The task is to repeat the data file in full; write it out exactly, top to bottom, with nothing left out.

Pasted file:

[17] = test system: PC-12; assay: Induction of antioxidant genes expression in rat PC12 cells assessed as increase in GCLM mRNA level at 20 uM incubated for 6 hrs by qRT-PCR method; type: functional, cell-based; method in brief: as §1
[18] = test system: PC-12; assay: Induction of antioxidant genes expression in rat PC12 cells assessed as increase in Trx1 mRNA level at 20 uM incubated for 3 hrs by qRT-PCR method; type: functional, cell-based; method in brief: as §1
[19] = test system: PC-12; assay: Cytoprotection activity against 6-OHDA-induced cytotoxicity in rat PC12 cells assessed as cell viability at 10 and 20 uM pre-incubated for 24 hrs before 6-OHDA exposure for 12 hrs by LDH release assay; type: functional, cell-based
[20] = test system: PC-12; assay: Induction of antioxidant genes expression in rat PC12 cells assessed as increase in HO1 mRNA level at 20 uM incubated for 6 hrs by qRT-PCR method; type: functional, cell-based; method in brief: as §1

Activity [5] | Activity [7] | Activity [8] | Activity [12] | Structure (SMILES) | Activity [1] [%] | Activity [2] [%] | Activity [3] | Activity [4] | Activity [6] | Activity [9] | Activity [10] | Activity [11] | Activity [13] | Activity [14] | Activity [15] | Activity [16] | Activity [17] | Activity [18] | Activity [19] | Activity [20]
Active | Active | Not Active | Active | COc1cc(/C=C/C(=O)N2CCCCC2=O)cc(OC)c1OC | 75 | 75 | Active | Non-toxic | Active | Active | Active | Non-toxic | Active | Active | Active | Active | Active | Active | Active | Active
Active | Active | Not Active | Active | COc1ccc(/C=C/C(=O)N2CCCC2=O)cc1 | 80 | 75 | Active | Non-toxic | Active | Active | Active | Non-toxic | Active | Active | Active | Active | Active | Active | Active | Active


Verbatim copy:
[17] = test system: PC-12; assay: Induction of antioxidant genes expression in rat PC12 cells assessed as increase in GCLM mRNA level at 20 uM incubated for 6 hrs by qRT-PCR method; type: functional, cell-based; method in brief: as §1
[18] = test system: PC-12; assay: Induction of antioxidant genes expression in rat PC12 cells assessed as increase in Trx1 mRNA level at 20 uM incubated for 3 hrs by qRT-PCR method; type: functional, cell-based; method in brief: as §1
[19] = test system: PC-12; assay: Cytoprotection activity against 6-OHDA-induced cytotoxicity in rat PC12 cells assessed as cell viability at 10 and 20 uM pre-incubated for 24 hrs before 6-OHDA exposure for 12 hrs by LDH release assay; type: functional, cell-based
[20] = test system: PC-12; assay: Induction of antioxidant genes expression in rat PC12 cells assessed as increase in HO1 mRNA level at 20 uM incubated for 6 hrs by qRT-PCR method; type: functional, cell-based; method in brief: as §1

Activity [5] | Activity [7] | Activity [8] | Activity [12] | Structure (SMILES) | Activity [1] [%] | Activity [2] [%] | Activity [3] | Activity [4] | Activity [6] | Activity [9] | Activity [10] | Activity [11] | Activity [13] | Activity [14] | Activity [15] | Activity [16] | Activity [17] | Activity [18] | Activity [19] | Activity [20]
Active | Active | Not Active | Active | COc1cc(/C=C/C(=O)N2CCCCC2=O)cc(OC)c1OC | 75 | 75 | Active | Non-toxic | Active | Active | Active | Non-toxic | Active | Active | Active | Active | Active | Active | Active | Active
Active | Active | Not Active | Active | COc1ccc(/C=C/C(=O)N2CCCC2=O)cc1 | 80 | 75 | Active | Non-toxic | Active | Active | Active | Non-toxic | Active | Active | Active | Active | Active | Active | Active | Active